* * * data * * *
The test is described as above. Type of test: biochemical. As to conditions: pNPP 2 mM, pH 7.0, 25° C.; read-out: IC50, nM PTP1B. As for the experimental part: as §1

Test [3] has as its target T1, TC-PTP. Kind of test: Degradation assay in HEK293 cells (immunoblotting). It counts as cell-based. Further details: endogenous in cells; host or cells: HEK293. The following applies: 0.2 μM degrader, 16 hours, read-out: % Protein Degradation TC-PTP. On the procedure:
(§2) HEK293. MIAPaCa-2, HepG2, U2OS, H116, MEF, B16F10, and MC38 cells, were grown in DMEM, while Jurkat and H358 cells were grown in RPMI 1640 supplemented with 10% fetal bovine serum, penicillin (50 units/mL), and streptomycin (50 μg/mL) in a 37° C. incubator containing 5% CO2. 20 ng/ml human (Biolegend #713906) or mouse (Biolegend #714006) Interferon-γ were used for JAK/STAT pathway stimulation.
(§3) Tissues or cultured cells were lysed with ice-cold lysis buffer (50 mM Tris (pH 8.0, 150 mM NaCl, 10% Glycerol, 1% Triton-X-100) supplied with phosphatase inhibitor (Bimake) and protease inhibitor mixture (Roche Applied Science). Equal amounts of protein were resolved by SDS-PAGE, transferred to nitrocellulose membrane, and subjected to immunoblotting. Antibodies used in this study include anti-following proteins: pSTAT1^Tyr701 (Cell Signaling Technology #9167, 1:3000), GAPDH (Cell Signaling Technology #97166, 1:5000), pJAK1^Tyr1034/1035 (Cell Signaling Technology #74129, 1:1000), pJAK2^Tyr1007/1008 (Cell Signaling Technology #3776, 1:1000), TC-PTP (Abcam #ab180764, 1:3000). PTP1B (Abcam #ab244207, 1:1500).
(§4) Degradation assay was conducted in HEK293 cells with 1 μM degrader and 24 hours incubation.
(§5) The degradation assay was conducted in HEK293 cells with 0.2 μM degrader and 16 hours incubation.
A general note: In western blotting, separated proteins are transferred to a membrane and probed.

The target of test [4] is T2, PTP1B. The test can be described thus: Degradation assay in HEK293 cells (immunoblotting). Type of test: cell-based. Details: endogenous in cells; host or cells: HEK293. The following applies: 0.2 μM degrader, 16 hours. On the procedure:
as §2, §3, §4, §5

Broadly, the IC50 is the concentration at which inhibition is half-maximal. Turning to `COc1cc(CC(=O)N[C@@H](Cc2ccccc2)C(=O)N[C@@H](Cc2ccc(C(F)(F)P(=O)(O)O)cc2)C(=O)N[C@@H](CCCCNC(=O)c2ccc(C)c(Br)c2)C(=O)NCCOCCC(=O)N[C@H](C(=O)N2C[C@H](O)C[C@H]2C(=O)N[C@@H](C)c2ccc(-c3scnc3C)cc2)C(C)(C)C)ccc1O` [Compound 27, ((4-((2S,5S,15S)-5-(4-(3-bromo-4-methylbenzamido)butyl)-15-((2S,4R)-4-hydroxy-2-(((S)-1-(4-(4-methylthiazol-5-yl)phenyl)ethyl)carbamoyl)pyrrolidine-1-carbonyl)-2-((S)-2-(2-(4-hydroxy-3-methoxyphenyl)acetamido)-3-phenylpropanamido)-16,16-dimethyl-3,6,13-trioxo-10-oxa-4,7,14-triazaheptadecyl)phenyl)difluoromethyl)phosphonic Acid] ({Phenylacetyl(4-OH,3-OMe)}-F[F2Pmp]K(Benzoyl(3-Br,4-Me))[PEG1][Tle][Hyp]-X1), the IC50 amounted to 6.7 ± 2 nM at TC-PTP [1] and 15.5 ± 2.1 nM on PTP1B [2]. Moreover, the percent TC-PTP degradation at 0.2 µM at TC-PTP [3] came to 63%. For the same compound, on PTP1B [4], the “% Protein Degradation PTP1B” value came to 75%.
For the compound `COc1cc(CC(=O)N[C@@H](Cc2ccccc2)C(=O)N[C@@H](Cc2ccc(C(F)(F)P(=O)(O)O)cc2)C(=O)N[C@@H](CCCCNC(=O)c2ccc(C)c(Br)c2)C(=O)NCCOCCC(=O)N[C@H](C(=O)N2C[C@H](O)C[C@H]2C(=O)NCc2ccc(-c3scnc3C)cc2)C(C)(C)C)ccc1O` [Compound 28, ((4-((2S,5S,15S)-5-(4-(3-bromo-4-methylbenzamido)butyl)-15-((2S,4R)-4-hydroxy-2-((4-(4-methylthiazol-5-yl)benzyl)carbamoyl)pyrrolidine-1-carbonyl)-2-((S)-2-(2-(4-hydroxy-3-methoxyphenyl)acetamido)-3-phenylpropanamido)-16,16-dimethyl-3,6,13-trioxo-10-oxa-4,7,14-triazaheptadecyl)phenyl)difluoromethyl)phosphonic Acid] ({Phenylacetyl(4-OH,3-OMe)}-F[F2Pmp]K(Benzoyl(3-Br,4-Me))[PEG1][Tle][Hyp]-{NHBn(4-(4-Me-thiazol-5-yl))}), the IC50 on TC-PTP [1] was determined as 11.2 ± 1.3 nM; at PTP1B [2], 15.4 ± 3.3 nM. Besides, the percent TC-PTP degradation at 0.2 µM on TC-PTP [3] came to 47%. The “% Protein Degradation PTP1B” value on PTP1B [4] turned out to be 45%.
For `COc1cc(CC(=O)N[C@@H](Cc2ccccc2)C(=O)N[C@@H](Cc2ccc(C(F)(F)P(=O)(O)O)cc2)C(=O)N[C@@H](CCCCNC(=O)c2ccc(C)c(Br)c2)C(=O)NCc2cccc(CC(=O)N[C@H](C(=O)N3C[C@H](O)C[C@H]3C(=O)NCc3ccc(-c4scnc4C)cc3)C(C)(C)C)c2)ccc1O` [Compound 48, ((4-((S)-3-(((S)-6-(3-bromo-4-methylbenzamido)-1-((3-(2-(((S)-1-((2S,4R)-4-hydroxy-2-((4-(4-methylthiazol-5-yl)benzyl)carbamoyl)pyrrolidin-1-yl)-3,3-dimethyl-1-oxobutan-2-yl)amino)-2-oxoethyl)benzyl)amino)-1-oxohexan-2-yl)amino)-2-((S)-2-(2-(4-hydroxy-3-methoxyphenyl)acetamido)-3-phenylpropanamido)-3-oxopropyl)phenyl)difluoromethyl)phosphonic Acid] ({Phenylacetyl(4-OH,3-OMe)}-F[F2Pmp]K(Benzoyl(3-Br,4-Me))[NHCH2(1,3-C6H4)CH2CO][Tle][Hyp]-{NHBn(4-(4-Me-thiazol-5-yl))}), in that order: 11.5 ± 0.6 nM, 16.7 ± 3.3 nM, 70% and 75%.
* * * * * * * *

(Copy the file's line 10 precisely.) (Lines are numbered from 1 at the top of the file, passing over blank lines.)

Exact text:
Broadly, the IC50 is the concentration at which inhibition is half-maximal. Turning to `COc1cc(CC(=O)N[C@@H](Cc2ccccc2)C(=O)N[C@@H](Cc2ccc(C(F)(F)P(=O)(O)O)cc2)C(=O)N[C@@H](CCCCNC(=O)c2ccc(C)c(Br)c2)C(=O)NCCOCCC(=O)N[C@H](C(=O)N2C[C@H](O)C[C@H]2C(=O)N[C@@H](C)c2ccc(-c3scnc3C)cc2)C(C)(C)C)ccc1O` [Compound 27, ((4-((2S,5S,15S)-5-(4-(3-bromo-4-methylbenzamido)butyl)-15-((2S,4R)-4-hydroxy-2-(((S)-1-(4-(4-methylthiazol-5-yl)phenyl)ethyl)carbamoyl)pyrrolidine-1-carbonyl)-2-((S)-2-(2-(4-hydroxy-3-methoxyphenyl)acetamido)-3-phenylpropanamido)-16,16-dimethyl-3,6,13-trioxo-10-oxa-4,7,14-triazaheptadecyl)phenyl)difluoromethyl)phosphonic Acid] ({Phenylacetyl(4-OH,3-OMe)}-F[F2Pmp]K(Benzoyl(3-Br,4-Me))[PEG1][Tle][Hyp]-X1), the IC50 amounted to 6.7 ± 2 nM at TC-PTP [1] and 15.5 ± 2.1 nM on PTP1B [2]. Moreover, the percent TC-PTP degradation at 0.2 µM at TC-PTP [3] came to 63%. For the same compound, on PTP1B [4], the “% Protein Degradation PTP1B” value came to 75%.